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Speaking involves some of the most precise and coordinated movements humans make. Learning how the brain produces speech could lead to better treatments for speech disorders. But it can be challenging to study. Human speech is unique, limiting what can be learned from animal studies. There also are few opportunities where it would be safe or ethical to take measurements from inside a person’s brain while they talk. Most previous studies have recorded brain activity during speech in patients who have had electrodes placed in the brain for epilepsy or Parkinson’s disease treatment.
Now, Stavisky et al. show that brain cells that control hand and arm movements are also active during speech. Two patients who had lost the use of their arms and legs but were able to speak participated in the study. The two individuals were already enrolled in a pilot clinical trial of a brain-computer interface to help them control prosthetic devices. As part of this trial, the volunteer participants had two 100-electrode arrays surgically placed in the part of the brain that controls the movement of the arms and hands.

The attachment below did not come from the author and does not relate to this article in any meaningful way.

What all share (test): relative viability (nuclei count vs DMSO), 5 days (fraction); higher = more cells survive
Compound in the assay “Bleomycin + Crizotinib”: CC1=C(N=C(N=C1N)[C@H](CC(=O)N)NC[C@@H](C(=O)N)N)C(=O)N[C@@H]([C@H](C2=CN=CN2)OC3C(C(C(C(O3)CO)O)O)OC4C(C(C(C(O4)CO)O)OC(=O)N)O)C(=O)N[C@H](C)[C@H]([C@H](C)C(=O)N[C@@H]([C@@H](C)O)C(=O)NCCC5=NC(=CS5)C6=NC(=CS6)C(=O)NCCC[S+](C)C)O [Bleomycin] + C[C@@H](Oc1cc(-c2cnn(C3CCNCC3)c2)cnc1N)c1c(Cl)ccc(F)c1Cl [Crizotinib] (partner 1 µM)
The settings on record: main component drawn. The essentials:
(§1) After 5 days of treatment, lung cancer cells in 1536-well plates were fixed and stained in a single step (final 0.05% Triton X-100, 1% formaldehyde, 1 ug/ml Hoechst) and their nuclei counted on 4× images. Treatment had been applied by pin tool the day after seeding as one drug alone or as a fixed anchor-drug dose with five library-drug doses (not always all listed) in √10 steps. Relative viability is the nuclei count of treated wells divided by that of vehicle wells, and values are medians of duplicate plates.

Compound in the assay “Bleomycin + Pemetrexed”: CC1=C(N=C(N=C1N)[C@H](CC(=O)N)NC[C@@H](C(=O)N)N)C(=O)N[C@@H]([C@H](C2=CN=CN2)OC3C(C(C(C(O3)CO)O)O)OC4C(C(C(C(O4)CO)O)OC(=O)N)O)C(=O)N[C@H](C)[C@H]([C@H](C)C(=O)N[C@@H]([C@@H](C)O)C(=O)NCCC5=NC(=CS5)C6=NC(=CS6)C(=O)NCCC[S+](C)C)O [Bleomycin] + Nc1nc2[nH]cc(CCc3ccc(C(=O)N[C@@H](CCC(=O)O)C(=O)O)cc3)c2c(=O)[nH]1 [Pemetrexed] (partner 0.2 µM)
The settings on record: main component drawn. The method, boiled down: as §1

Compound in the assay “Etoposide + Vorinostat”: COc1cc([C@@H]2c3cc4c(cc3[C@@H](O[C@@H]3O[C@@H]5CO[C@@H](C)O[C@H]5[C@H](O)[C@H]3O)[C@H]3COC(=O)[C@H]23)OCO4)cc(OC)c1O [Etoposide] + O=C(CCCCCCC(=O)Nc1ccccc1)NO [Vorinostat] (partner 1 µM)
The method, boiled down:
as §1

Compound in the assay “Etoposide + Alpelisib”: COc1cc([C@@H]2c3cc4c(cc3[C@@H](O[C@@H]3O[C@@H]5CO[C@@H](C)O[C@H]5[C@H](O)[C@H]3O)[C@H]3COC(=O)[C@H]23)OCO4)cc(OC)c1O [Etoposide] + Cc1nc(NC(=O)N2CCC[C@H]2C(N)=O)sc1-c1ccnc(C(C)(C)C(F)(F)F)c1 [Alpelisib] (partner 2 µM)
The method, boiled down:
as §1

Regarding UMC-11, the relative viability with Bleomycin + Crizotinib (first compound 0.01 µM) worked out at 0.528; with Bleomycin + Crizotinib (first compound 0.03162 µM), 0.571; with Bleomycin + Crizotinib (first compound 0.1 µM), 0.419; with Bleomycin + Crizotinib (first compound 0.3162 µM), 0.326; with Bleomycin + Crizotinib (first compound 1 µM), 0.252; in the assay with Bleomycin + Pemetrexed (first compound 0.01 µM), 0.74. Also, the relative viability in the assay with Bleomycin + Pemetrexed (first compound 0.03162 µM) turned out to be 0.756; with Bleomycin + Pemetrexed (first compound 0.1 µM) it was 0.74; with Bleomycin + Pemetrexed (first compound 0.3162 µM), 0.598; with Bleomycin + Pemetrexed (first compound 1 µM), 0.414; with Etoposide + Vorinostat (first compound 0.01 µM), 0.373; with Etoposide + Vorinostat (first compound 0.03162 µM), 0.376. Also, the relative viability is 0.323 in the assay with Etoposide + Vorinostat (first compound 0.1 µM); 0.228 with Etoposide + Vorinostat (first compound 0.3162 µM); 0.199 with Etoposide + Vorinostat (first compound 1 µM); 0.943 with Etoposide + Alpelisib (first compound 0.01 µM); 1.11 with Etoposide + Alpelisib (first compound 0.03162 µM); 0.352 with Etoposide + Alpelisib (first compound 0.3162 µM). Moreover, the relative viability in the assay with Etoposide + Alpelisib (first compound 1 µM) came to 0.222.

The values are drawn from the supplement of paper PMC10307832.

This study made the unexpected discovery that brain cells multitask controlling not just arm and hand movements, but also carry information about movements of the lips, tongue and mouth necessary for speech. Stavisky et al. also found similarities in the patterns of brain activity during hand and arm movements and speech.
By analyzing the activity in these brain cells as the two individuals recited words and syllables, Stavisky et al. were also able to train computers to identify which sound the person spoke from the brain activity alone. This is a first step towards developing a technology that could synthesize speech from a person’s brain activity as they try to speak. Much more work is needed to synthesize continuous speech. But the study provides initial evidence that it might be possible to use recordings from inside the brain to one day restore speech to individuals who have lost it.